Palatinate Issue #727
indigo chats to the lead singer and guitarist of the genre-defying four-piece at the Newcastle leg of the NME Awards TourArt rock? Convoluted indie? Math pop? You decide. This toe-tappingly jittery and anti-conventional four piece became sick of recycled and stagnant indie, so decided to do something about it.
After being scouted by Radio 1’s Zane Lowe in their unsigned beginnings, the Manchester-based band site being tipped on BBC’s Sound of 2010 list as their biggest boost to success, despite at the the time having only a handful of singles in their blossoming discography.
“It was so early on when we got it, it felt like we were the youngest there. Everyone else had albums ready to go!” guitarist Alex Robertshaw tells me as I make myself at home amongst the PS3 controllers and coffee cups in their haven of a tour bus. “Although I think in the UK you can still succeed if you’re not on that list. It’s important abroad, people seem to look at it first to see what’s new over here,” lead singer Jonathan Higgs explains. His suprisingly low-pitched speaking voice only highlights his extensive vocal range, a talent which plays a prominent part in the band’s sound.
Having been described as ‘genre-defying’ and similar terms in the media since they formed in 2007, their jaunty sound seems fresh and new in comparison with a lot of recent indie bands due to their irregular song structures and fusion of diverse influences. But how do they go about maintaining this different approach? “You gotta keep writing and listening to a lot of music and trying to find new things. If something we write or a demo doesn’t excite us then we change it, and that’s the way we’ve always worked. It’s hard to define how you try and make things “new”... It’s not really as conscious as you might think!” Jonathan tells me modestly.
Could this be the beginning of some sort of post-indie movement in NME’s history? The magazine itself had refreshingly branched out from the expectations of a line-up awash with guitar bands on this year’s Awards Tour, with Magnetic Man and Crystal Castles unusually starring on the same bill as The Vaccines and Everything Everything for the tour.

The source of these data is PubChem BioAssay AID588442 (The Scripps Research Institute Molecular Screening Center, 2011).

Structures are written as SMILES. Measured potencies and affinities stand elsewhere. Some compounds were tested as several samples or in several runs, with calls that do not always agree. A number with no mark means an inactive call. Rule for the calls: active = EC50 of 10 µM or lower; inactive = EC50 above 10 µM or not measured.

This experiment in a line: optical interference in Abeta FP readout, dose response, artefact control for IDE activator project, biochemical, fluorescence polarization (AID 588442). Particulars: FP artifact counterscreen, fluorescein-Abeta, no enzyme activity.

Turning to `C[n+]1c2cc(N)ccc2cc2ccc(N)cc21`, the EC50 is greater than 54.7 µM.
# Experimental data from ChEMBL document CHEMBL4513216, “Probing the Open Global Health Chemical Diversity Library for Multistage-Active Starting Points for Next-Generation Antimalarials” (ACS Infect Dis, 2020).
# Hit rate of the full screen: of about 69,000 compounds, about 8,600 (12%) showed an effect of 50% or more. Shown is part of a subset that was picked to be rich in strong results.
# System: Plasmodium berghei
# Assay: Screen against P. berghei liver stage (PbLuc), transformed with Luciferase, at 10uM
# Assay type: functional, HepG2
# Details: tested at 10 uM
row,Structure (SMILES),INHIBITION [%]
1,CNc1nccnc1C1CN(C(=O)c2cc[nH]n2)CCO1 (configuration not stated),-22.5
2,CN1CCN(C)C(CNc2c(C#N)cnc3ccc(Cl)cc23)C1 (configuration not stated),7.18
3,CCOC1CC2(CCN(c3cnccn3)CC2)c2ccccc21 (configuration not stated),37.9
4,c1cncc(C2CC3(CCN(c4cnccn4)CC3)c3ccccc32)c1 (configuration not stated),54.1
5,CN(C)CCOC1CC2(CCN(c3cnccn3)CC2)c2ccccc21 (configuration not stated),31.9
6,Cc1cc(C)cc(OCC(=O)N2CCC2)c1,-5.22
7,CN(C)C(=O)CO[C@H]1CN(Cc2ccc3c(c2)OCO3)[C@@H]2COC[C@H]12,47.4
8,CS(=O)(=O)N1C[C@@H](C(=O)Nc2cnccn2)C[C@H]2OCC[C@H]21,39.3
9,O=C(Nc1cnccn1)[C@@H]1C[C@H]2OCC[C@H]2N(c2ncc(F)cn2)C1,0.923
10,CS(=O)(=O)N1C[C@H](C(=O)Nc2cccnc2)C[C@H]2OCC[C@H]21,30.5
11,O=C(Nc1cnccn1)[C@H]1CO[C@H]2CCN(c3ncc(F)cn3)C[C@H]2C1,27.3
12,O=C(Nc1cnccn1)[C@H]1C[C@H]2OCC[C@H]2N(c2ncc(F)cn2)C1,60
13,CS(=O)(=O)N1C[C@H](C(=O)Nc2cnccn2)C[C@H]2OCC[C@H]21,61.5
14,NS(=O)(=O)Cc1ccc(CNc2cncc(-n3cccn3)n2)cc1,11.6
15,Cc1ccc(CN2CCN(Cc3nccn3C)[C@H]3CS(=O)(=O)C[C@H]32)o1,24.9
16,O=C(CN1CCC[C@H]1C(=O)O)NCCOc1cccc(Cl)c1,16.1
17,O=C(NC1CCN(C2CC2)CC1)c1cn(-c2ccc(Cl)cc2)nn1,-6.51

“It’s really good that it’s this diverse. I was in two minds when I first saw the line-up!” Alex admits. “It certainly divides crowds, there’ll be people who will come to see The Vaccines who just will never ‘get’ Magnetic Man. But I think we’re quite lucky as we straddle quite a lot of audiences. But those same people who came along thinking “I want guitars!” may come away thinking “that was actually really good... I never would’ve gone to that!"
“Indie’s had to develop, it’s not really holding the torch anymore which is good. It means there’ll be more of a variety of music from now on,” says Jonathan. “When indie decides to become fashionable again it’ll have to change itself a little bit which is always good. Stagnation is just so boring. No one enjoys that.
|Photo: Dan Jeffries|
The availability of technology is a key aspect of their chirpy and at times Nintendo-reminiscent tunes (see Photoshop Handsome and Qwerty Finger) “The way we write, it tends to start on a laptop, which for a so-called indie band might not be that normal. But there’s nothing to hold you back, you don’t have to think “oh I can’t make that sound on a guitar”. With a laptop you have free reign, you can even have an oboe!” Jonathan optimistically desribes. “To be defined by what your musical abilities are is sad."
So with their quirky lyrics and upbeat ditties, will Everything Everything ever turn into a serious band? “A misconception that we’re trying to avoid is that we are this chipper band. There is a lot of serious stuff on the album and the next single will be much more serious. Although it won’t get half as much airtime because it’s not as radio friendly.” Jonathan tells me, somewhat wisened to the ways of mass media. Although with their catchy songs still having an edge with harmonising and perfectly unexpected breaks, this band is anything but a take two of The Hoosiers.
“Funnily enough both of the re-releases are the most politically-minded on the album,” says Jonathan, “I like that some teenager could listen to MY KZ UR BF and be all “oh your boyfriend, what’s all that about?” and then think about the lyrics and realise that something interesting’s going on... Sneaking in there..."
His theory seemed to prove true, as the general ‘first-time drunk’ swarm at the O2 Academy that evening showed, exciteably moshing to even Leave The Engine Room- by far the slowest song of the album.
Man Alive is out now on Geffen.
|Photo: Dan Jeffries|